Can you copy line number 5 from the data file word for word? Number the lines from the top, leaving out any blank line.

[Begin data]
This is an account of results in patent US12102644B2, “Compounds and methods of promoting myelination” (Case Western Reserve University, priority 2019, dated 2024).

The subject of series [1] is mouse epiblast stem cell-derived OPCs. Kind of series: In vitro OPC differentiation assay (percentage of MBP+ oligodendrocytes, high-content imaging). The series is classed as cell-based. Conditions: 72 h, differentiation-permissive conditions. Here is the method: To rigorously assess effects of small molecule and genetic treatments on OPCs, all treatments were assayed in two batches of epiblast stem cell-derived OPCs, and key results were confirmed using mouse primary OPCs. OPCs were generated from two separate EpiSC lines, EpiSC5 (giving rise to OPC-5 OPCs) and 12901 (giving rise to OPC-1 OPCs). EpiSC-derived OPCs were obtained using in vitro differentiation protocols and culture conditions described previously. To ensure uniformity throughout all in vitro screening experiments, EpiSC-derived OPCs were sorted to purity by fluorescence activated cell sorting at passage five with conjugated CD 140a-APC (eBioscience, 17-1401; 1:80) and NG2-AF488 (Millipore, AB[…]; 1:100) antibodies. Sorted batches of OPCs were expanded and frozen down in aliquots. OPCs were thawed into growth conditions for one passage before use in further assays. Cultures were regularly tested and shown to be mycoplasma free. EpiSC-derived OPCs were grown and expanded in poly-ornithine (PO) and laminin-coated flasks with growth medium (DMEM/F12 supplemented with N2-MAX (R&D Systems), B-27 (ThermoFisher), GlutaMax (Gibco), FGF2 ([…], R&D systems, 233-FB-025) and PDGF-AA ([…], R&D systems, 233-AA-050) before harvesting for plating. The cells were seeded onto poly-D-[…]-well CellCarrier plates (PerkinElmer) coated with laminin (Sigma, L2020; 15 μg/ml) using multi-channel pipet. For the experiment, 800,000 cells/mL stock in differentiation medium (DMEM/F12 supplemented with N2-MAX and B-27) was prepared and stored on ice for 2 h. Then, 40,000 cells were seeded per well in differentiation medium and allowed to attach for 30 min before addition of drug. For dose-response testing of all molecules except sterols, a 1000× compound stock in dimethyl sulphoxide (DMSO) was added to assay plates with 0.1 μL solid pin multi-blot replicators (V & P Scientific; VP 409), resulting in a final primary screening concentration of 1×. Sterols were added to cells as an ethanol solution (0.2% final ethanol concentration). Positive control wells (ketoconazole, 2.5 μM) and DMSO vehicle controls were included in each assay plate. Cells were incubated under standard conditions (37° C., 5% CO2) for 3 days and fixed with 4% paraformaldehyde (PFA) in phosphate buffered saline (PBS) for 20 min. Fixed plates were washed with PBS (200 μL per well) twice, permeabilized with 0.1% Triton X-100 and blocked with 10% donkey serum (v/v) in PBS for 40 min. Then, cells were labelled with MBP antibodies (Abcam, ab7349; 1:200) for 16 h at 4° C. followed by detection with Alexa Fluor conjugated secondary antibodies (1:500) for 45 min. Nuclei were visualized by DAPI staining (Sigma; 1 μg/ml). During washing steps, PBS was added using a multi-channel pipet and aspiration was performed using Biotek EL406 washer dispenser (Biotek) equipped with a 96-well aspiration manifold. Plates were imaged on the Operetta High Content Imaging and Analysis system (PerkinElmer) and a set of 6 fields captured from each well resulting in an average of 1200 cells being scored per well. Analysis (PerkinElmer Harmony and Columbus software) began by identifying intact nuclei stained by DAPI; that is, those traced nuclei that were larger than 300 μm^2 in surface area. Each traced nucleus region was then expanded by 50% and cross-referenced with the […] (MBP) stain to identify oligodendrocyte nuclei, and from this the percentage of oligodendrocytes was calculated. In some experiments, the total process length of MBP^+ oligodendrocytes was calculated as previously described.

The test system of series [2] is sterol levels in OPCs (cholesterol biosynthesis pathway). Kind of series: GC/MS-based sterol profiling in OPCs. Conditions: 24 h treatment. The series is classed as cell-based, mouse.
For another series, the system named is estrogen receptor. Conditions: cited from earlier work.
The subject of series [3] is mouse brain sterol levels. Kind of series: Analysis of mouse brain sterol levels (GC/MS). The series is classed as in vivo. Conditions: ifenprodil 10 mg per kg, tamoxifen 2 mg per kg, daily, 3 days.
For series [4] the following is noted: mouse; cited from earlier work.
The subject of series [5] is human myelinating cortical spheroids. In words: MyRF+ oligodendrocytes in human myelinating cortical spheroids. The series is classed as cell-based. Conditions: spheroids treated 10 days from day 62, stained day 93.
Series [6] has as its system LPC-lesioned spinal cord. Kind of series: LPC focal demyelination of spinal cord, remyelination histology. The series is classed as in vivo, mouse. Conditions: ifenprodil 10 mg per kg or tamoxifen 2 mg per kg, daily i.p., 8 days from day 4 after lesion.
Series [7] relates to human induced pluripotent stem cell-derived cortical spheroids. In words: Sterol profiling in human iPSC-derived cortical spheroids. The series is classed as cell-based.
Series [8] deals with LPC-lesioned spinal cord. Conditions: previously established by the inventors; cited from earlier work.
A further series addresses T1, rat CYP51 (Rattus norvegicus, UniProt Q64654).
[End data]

The subject of series [3] is mouse brain sterol levels. Kind of series: Analysis of mouse brain sterol levels (GC/MS). The series is classed as in vivo. Conditions: ifenprodil 10 mg per kg, tamoxifen 2 mg per kg, daily, 3 days.